Spring Visit to the School Apiary

I’ve not been down to check the bees at the Marsh since February, although Paul has dropped by to see how they are getting on. There was a chilly breeze and we were pleased to see the bees flying in with pollen. It’s amazing to see that they’ve survived the winter in one Warré box with no additional feeding. Here is a short video of them through the observation window:

They have started to construct new comb down in to the lower box. I am really impressed with the Warré and am tempted to get one for my apiary here.

We also checked on the trees we have within the apiary enclosure. We planted some willows last time we were here, although “planted” is a bit of a stretch: we plonked them on the ground and covered them with hay mulch. They have all taken root, and have healthy leaf shoots and even catkins in some cases:

Once we have some decent offshoots to work with, we will intertwine them so as to create a windbreak fedge to protect the beehives. The local spider population are loving the vertical structures of the hay bales so that they can bask in full sun.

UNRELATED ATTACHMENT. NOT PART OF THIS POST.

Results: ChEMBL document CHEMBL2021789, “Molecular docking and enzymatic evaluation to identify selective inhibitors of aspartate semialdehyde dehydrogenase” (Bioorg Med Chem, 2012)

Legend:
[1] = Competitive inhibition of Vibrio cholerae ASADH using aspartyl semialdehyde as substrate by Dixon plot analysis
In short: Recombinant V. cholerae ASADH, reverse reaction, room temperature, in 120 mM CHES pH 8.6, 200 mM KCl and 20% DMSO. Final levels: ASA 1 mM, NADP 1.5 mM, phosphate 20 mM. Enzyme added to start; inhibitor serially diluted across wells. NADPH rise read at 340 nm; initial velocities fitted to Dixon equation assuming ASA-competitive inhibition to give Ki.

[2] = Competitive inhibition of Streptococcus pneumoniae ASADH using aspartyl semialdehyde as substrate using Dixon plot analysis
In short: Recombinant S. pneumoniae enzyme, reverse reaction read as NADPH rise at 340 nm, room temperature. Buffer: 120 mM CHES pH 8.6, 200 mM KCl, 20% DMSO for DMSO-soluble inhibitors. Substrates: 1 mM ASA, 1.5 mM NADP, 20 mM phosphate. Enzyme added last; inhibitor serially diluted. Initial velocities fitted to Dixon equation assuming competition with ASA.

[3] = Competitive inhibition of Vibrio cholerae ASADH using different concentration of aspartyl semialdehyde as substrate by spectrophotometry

Next, we checked our black poplars. Of the six whips we planted, two are fully leafed, three look on the verge of bud burst, and one looks a bit, um, dormant…

We are really pleased with how well they’ve taken, and hopefully this means we will be able to get some more from Wakehurst to plant up in the autumn. We also had a look round at the rest of the saplings and they are all now coming in to leaf. We are going to do an audit of the trees before the vegetation starts to grow up too much so we can then keep an eye on their progress. We also spotted some good pollinator plants, comfrey and mallow, as well as numerous geraniums along the pathways – clearly the small amount of trampling has given them an advantage.

Lastly, we baited the double-ended Kenyan top bar hive with lemongrass in each side. It’s unlikely that the Warré bees will swarm, but it’s worth baiting the hive anyway.

Hopefully the next visit will see the bees motoring on, and we can watch them grow their colony down in to the bottom box. I am so pleased that they’ve made it through the winter; we have a couple more cold days and nights ahead but then spring seems to be due to arrive properly!

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